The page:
We have been having an RDP connection issue with one of our Precision workstations at work. When an employee tries to connect to the computer, the remote desktop login screen is displayed as expected, the employee enters his/her credentials and presses the connect button but the connection is never established. Moreover, no error message is displayed. The mstsc window simply disappears. We have looked into all sorts of potential issues from firewall problems to the version of mstsc. We also checked the event log on both the client and the server and saw no errors related to this problem until yesterday.

While looking at the server's event log yesterday, we noticed some "information" messages. Their event source was "Application Popup" and the message read "\SystemRoot\System32\RDPDD.dll failed to load". "RDPDD.dll" mentioned here is the RDP Display Driver. Based on this information, we decided to update the display driver of the server computer (the graphics adapter is NVIDIA Quadro NV290) and voila! Strangely, this issue seems to affect only this specific computer. We have other Precisions with the same NV290 drivers and they have been working fine.

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USB Write Protect

USB_Write_ProtectBeing in the litigation support industry, we work with USB devices almost every day. When working with customer-furnished data, it is very critical to prevent data spoilation by using a write-blocking device. Actions as simple as plugging the hard drive into a computer running Ms Windows and taking a look around are sufficient to alter metadata.

I recommend using OS independent, hardware based write blockers. The brands that I prefer are Tableau and WiebeTech. These products act as a bridge between your computer and the device that you are working with and block write requests at a hardware level while allowing you to read from the device.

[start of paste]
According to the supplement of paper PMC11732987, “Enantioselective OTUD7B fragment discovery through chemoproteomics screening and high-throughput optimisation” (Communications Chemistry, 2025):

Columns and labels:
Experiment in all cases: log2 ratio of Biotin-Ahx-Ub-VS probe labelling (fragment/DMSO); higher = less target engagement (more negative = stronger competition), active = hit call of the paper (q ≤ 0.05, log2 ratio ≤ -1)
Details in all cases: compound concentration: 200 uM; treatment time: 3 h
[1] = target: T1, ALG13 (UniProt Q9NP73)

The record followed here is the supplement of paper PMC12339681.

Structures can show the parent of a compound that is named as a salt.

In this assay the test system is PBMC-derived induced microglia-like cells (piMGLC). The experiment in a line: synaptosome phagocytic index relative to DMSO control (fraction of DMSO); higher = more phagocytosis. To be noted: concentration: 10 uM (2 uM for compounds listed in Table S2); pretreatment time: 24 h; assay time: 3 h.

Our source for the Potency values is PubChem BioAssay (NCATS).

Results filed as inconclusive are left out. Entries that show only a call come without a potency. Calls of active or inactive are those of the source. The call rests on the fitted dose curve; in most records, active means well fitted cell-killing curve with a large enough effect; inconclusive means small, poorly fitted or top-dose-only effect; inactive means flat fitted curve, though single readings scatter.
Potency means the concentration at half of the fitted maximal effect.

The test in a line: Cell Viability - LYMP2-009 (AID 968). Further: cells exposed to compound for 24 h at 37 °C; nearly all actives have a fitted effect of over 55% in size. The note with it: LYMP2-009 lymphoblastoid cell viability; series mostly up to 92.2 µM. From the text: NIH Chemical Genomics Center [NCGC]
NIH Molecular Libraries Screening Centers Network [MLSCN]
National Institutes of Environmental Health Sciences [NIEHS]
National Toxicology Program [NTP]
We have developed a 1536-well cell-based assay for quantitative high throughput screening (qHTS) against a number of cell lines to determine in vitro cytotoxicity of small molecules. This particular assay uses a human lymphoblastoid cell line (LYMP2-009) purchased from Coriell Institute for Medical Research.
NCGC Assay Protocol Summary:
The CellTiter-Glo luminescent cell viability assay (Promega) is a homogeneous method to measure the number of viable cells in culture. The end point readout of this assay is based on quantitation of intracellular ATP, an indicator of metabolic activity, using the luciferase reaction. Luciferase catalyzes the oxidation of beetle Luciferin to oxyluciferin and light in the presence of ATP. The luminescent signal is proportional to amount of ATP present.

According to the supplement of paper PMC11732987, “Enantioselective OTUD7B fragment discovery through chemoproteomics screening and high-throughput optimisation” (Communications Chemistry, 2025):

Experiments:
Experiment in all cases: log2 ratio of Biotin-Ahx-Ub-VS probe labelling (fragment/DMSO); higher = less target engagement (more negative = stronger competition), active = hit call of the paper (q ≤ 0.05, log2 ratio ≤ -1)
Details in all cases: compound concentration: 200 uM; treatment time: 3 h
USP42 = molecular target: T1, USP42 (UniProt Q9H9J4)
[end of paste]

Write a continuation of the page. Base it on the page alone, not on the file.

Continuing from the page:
Even though these devices are fairly affordable, unfortunately not every litigation support professional has one in his/her arsenal. There are different strategies for those of you who do not have access to such hardware. One of the easiest ways of blocking write requests to USB devices on a Ms Windows computer is by changing the storage device policy in the registry. The following key, starting with Windows XP Service Pack 2, controls whether or not Windows is allowed to write to USB devices:


I made a very small utility yesterday to automate this task and make it a little bit more user friendly. It is called USB Write Protect. All it does is to check whether or not you have a compatible operating system and to allow you to toggle the registry key mentioned above. Please feel free to download it via the link below and let me know if you have any questions or concerns. Please note the following:

  • This method blocks write access to USB devices that are connected after the registry key is set. In other words, you need to make sure the device you will be working with is disconnected prior to running USB Write Protect or changing the registry key manually.
  • This method only works with Microsoft Windows XP Service Pack 2 and up.

USB HD Download USB Write Protect 1.0 [140 KB]
Requires .NET Framework 3.5


Sony Ericsson K850i BROD

Yesterday I encountered the k850 Blue Ring of Death for the first time. I was working at my desk and all of a sudden my phone vibrated briefly. I noticed that the keypad was lit while the screen was dark and phone unresponsive. After removing and re-inserting the battery and attempting to turn it on numerous times,  I concluded that I may have a problem. Looking at my new brick for a few minutes, I pulled up my warranty information to see that my warranty had expired about three months ago.


As I found out later, this issue seems to be fairly common among k850i owners and is referred to as the blue ring of death due to the fact that the blue ring around the camera lens remains lit along with the keypad while the phone refuses to turn on. After thinking what might have happened for a few minutes, I realized that this oddity happened exactly when an alarm was supposed to go off. The alarm was set to read an MP3 ring tone from the memory card. This led me to believe that the issue might have to do with reading from the memory card. Unfortunately, removing it didn't help.

Thinking that the memory card read error might have caused some corruption in the phone's flash, I decided to try re-loading the software. I downloaded and launched the Sony Ericsson Update Service (SEUS) application hoping that there might be a newer firmware available. Unfortunately there wasn't, but the application allowed me to re-install the existing software without any trouble. I lost all data stored on the phone but it took only a few minutes to get back up and running thanks to a recent back-up of my contacts, tasks etc.